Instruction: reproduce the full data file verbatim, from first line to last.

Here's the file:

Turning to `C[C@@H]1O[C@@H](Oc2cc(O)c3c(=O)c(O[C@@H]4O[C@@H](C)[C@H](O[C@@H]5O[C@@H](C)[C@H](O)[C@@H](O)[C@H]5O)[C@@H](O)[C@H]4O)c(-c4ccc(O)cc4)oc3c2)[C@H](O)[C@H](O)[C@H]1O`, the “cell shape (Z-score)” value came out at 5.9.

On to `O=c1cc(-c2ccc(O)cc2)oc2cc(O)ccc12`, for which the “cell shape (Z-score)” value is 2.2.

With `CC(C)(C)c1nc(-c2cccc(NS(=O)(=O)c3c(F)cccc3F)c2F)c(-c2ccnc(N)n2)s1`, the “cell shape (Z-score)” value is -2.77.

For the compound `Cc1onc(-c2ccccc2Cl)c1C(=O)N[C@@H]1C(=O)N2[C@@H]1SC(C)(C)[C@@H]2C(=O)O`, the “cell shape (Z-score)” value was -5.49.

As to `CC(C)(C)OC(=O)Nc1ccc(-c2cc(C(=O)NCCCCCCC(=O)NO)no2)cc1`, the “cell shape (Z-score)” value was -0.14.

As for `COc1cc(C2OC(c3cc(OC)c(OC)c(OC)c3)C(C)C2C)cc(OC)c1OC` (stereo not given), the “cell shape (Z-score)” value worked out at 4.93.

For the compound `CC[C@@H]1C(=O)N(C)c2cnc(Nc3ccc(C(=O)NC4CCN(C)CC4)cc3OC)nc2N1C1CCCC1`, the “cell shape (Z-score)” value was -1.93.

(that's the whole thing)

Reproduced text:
Turning to `C[C@@H]1O[C@@H](Oc2cc(O)c3c(=O)c(O[C@@H]4O[C@@H](C)[C@H](O[C@@H]5O[C@@H](C)[C@H](O)[C@@H](O)[C@H]5O)[C@@H](O)[C@H]4O)c(-c4ccc(O)cc4)oc3c2)[C@H](O)[C@H](O)[C@H]1O`, the “cell shape (Z-score)” value came out at 5.9.

On to `O=c1cc(-c2ccc(O)cc2)oc2cc(O)ccc12`, for which the “cell shape (Z-score)” value is 2.2.

With `CC(C)(C)c1nc(-c2cccc(NS(=O)(=O)c3c(F)cccc3F)c2F)c(-c2ccnc(N)n2)s1`, the “cell shape (Z-score)” value is -2.77.

For the compound `Cc1onc(-c2ccccc2Cl)c1C(=O)N[C@@H]1C(=O)N2[C@@H]1SC(C)(C)[C@@H]2C(=O)O`, the “cell shape (Z-score)” value was -5.49.

As to `CC(C)(C)OC(=O)Nc1ccc(-c2cc(C(=O)NCCCCCCC(=O)NO)no2)cc1`, the “cell shape (Z-score)” value was -0.14.

As for `COc1cc(C2OC(c3cc(OC)c(OC)c(OC)c3)C(C)C2C)cc(OC)c1OC` (stereo not given), the “cell shape (Z-score)” value worked out at 4.93.

For the compound `CC[C@@H]1C(=O)N(C)c2cnc(Nc3ccc(C(=O)NC4CCN(C)CC4)cc3OC)nc2N1C1CCCC1`, the “cell shape (Z-score)” value was -1.93.